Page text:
Since the Clarentine calendar was based on divisions of twelve, I thought it would be a good idea to notate all numbers in duodecimal. This was part of a larger internal effort in my life, aptly called Project Duodecimal, to convert all numbers I interact with to duodecimal.
However, after much consideration, I have come to the conclusion that due to the sheer momentum of decimal number notation, changing all numbers I interact with to duodecimal will be using far too much effort relative to the possible gains. Most of the world runs on decimal, uses divisions of ten, and is not compatible with a duodecimal system.
This has led me to abandon Project Duodecimal; despite being one of my oldest projects, its priority has always been one of the lowest, so not much progress has been made. There are some specifications for a new duodecimal system, along with notation and names similar to metric prefixes, but due to their underdevelopment, I will be not be releasing them.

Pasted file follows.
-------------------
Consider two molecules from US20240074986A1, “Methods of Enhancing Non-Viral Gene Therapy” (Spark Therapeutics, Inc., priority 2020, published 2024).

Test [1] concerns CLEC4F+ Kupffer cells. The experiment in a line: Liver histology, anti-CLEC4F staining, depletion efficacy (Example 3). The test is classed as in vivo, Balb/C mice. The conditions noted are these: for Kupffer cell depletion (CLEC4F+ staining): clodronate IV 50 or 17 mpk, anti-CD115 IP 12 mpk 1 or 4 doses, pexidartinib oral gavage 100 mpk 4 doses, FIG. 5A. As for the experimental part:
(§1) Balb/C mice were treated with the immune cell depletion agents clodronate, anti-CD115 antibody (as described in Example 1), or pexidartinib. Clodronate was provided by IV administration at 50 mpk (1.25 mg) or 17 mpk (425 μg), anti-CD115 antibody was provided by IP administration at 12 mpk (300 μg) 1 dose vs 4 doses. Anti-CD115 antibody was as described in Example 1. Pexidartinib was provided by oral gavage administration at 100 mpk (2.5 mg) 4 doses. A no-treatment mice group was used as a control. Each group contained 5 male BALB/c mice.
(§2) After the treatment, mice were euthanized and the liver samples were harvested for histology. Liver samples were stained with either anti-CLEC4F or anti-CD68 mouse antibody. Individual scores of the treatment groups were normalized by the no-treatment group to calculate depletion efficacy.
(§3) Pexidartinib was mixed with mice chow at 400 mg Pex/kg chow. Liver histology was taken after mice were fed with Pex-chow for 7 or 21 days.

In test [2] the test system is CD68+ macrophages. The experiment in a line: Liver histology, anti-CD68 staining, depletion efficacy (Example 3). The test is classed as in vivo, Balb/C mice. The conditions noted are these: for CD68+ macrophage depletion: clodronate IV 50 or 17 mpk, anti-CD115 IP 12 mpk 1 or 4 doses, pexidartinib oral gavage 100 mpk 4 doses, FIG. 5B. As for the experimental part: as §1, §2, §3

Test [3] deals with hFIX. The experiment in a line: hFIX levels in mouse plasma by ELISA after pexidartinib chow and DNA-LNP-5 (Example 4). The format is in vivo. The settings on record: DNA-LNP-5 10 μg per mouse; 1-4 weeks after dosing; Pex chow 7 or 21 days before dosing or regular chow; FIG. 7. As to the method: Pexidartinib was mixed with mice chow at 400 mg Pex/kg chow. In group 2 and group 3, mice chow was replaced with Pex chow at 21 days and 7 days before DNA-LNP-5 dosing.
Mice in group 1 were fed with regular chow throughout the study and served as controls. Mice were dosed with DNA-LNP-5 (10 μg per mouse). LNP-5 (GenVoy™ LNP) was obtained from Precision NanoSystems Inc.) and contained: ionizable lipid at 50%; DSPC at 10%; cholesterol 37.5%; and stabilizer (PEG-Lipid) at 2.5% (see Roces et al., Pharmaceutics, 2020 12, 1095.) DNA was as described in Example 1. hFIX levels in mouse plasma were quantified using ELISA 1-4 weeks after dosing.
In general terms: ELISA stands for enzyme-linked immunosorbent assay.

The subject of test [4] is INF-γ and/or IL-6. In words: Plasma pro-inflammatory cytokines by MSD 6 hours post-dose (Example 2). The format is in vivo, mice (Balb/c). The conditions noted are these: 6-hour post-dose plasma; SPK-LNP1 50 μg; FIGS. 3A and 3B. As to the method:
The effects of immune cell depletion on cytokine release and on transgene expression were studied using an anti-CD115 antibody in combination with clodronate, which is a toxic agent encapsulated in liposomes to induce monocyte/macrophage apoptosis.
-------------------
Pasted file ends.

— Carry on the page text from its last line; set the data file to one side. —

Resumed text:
However, most of the advantages of using twelve as the base of my calendar are still preserved even if I switch the notation over to decimal. So, divisions in the Clarentine calendar are still made of twelve units, but the notation for dates will change slightly to accommodate the new decimal notation. I am still working on how to best fit these numbers into a single consistent date format; the next version of the specification should be published soon with this notation overhaul along with some changes to names.